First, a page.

But there is forgiveness with thee, that thou mayst be feared (Psalm 130:4)
Wherefore I say unto thee, Her sins, which are many, are forgiven; for she loved much: but to whom little is forgiven, the same loveth little. (Luke 7:47)
Divine forgiveness evidences itself in correspondent deeds of love, adoration, and obedience. The fruit of divine forgiveness grants grace, place, and security to those who are in Christ Jesus.
Divine Forgiveness Produces Fear of the Lord (Psalm 130:4)
The sins of Israel and of the psalmist are a weight, sinking unto the depths. The psalmist is meditating upon the Lord’s holiness while knowledgeable of his own failings. He is ascending toward Jerusalem and the temple of the Lord in hope; not in his righteousness but in the abounding goodness of Christ. His musings turn from reflection to prayer. Lord, hear my voice: let thine ears be attentive to the voice of my supplications. His prayer is for mercy and redemption. His hope is in the knowledge of the Holy. If our Lord recorded our iniquities who would stand in His Light?
He waits in confident expectation. He watches for the first signs of the light of dawn. He rests with all persuasion for the prosperity of His Word. The Lord is faithful. The Lord is the God of mercy. The Lord abounds in redemption. The psalmist desires forgiveness and the Lord grants it in mercy.
The response to the Lord’s forgiveness is fear; a fear proceeding out of love unto adoration and obedience. Genuine forgiveness produces the gratitude of reverent obedience.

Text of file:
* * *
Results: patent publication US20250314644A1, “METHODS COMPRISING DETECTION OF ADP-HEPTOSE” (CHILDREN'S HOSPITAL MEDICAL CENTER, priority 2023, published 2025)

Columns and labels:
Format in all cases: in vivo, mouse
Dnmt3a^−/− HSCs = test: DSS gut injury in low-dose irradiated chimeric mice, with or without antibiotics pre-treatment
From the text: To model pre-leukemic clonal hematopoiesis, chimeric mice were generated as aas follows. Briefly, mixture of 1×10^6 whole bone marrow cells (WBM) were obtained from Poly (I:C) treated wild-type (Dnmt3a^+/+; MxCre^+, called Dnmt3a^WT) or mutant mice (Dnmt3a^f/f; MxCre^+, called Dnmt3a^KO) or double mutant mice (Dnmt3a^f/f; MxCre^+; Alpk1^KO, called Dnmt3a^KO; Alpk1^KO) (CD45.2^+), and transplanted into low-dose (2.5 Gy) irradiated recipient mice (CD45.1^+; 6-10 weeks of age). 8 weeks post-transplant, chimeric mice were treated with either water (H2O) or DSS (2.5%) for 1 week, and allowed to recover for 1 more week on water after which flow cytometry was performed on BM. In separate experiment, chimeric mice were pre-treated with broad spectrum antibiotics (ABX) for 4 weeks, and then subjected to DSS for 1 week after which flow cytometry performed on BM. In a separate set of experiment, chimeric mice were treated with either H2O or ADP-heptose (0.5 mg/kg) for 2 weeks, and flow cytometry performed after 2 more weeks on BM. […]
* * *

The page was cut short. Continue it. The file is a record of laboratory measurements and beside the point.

Divine Forgiveness Produces Divine Love (Luke 7:47)
Christ Jesus is partaking of a meal at the home of a Pharisee. A harlot of that city brings an alabaster box of ointment into the home. This “woman of the streets”, weeping, washed the Savior’s feet with her tears and wiped his feet with her hair. She then kissed his feet and anointed them with the alabaster box of ointment. The Pharisee was shocked that this woman touched Jesus and that Jesus permitted it!
Jesus communicates that the expressions of her love to him evidenced the fact that she had been forgiven; her sins, which are many, are forgiven; for she loved much. The scriptures manifests forth the fact that her forgiveness was not based on the works of love but that her works of love were produced in response to the Lord’s forgiveness of her many sins – but to whom little is forgiven, the same loveth little. A person forgiven responds in love to the One who has forgiven him.
Brethren, what joy it is to be forgiven in Christ. No condemnation is our banner. There is no law recording transgression unto death. If there were, who would stand? Forgiveness rests in the Lord. Fear of the Lord is to be our joyful response to being forgiven. Acts of adoration and love flows in and from a heart that has been forgiven by the Lord.
The degree of our fearful love is the measure of our knowledge of sins forgiven. We do not sin in order to love but it is true that if we know our sinfulness and His forgiveness then fearful love is the response of gratitude of a soul that knows the risen Christ.